Streatham

2015 Result:
Conservative: 12540 (25.1%)
Labour: 26474 (53%)
Lib Dem: 4491 (9%)
Green: 4421 (8.9%)
UKIP: 1602 (3.2%)
TUSC: 164 (0.3%)
Others: 241 (0.5%)
MAJORITY: 13934 (27.9%)

Category: Very safe Labour seat

Geography: Greater London. Part of the Lambeth council area.

Main population centres: Streatham, Brixton.

Profile: Covers Streatham itself and parts of Clapham and Brixton. Streatham itself used to be very middle class and suburban, but recent decades have seen houses split into flats and parts of the area become increasingly multi-ethnic and downtrodden. The north of the seat includes part of Brixton, which is also split between this seat and Vauxhall, an area associated with the Afro-Carribean community and a past history of troubles and rioting, but now beginning a rather bohemian gentrification..

Politics: Streatham`s political fortunes have followed the demographic changes in the area. When it used to be a solidly middle class suburb it was continously held by the Conservatives from its creation in 1918 until 1992 when it fell to Labour. As it has become increasingly inner-city in character and ethnic make-up it has moved further and further into Labour`s column, by 1997 and 2001 it was a safe Labour seat.


Current MP
CHUKA UMUNNA (Labour) Born 1978, London. Educated at Manchester University. Former Employment lawyer and journalist. First elected as MP for Streatham in 2010. Originally announced he would run for the Labour leadership in 2015 and was seen as a potential frontrunner, but withdrew shortly afterwards saying he wasn't ready for the media attention.
Past Results
2010
Con: 8578 (18%)
Lab: 20037 (43%)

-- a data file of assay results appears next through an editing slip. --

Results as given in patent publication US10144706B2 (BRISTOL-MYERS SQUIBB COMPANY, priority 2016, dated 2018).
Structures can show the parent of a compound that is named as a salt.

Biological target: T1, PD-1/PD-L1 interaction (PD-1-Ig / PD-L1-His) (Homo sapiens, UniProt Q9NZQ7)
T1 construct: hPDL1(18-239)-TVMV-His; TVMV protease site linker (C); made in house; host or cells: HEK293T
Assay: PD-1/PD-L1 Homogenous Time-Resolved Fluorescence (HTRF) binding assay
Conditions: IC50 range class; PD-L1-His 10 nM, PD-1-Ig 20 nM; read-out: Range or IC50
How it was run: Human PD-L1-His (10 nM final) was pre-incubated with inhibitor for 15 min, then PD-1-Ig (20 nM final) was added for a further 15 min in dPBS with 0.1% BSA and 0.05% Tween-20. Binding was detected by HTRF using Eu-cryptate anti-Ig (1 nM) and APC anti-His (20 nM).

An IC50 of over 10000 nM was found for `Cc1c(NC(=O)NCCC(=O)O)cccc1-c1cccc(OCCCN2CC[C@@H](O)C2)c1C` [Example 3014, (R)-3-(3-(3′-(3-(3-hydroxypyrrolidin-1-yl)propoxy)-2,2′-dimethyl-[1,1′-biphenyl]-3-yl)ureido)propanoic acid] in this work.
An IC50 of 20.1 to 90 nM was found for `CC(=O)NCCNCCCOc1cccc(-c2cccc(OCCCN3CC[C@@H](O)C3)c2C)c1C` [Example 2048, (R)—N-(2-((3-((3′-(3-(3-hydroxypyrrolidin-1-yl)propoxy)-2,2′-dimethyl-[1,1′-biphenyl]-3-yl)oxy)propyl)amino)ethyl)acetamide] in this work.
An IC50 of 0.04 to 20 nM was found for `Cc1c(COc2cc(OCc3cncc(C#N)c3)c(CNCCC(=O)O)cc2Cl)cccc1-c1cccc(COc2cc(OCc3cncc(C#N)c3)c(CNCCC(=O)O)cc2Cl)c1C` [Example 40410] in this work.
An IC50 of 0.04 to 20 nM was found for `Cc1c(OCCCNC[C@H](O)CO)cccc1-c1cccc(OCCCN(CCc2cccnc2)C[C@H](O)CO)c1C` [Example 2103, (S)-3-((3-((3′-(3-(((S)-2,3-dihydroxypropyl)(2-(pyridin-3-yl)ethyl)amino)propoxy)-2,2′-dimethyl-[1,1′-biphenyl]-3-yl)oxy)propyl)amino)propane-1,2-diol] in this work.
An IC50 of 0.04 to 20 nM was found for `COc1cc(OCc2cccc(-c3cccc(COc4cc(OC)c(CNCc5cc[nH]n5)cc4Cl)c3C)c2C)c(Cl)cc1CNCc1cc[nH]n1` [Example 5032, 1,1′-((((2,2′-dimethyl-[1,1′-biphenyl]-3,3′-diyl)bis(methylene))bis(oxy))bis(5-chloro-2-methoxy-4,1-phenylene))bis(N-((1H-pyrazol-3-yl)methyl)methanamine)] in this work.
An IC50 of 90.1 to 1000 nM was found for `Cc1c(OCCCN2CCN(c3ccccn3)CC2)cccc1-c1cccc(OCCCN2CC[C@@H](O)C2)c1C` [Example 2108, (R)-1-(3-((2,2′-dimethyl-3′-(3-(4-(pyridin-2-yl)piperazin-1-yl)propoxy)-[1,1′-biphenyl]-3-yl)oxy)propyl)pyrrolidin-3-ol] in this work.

LDem: 16778 (36%)
GRN: 861 (2%)
Oth: 583 (1%)
MAJ: 3259 (7%)
2005*
Con: 7238 (18%)
Lab: 18950 (47%)
LDem: 11484 (28%)
GRN: 2245 (6%)
Oth: 698 (2%)
MAJ: 7466 (18%)
2001
Con: 6639 (18%)
Lab: 21041 (57%)
LDem: 6771 (18%)
GRN: 1641 (4%)
Oth: 906 (2%)
MAJ: 14270 (39%)
1997
Con: 9758 (22%)
Lab: 28181 (63%)
LDem: 6082 (14%)
MAJ: 18423 (41%)

*There were boundary changes after 2005

Demographics
2015 Candidates
KIM CADDY (Conservative)
CHUKA UMUNNA (Labour) See above.
AMNA AHMED (Liberal Democrat) Born Pakistan. Educated at James Allens Girls School and Oxford University.
BRUCE MACHAN (UKIP)
JONATHAN BARTLEY (Green)
DEON GAYLE (Workers Revolutionary)
ARTIFICIAL BEAST (CISTA)
UNJUM MIRZA (TUSC)
Links
Comments - 328 Responses on “Streatham”
  1. Although interestingly that bit of the Streatham seat that most resembles Wandsworth, the Clapham Common ward, has actually improved for the Conservatives.

  2. Not everyone may realise that until the present London boroughs were formed in 1965 Streatham, and all those parts of Balham & Clapham which are now in Lambeth, were in the old Boroughs of Wandsworth along with the rest of Balham, Tooting, Wandsworth itself & Putney – Battersea was a separate borough. Thus not only does Clapham Common ward resemble Wandsworth borough, it actually WAS in that borough until 1965. I don’t think that there’s any similar instance of a new borough ceding rather than annexing territory at that time.

  3. I was aware of that – it is rather confusing Streatham being further from Wandsworth Town than Battersea. I’m not sure where the southern boundary of Battersea South was – more or less the southern boundary of SW11? The two Battersea seats must have already been undersized by 1974. Then there was a seat called Clapham in 1970 which must have straddled the present day borough boundaries.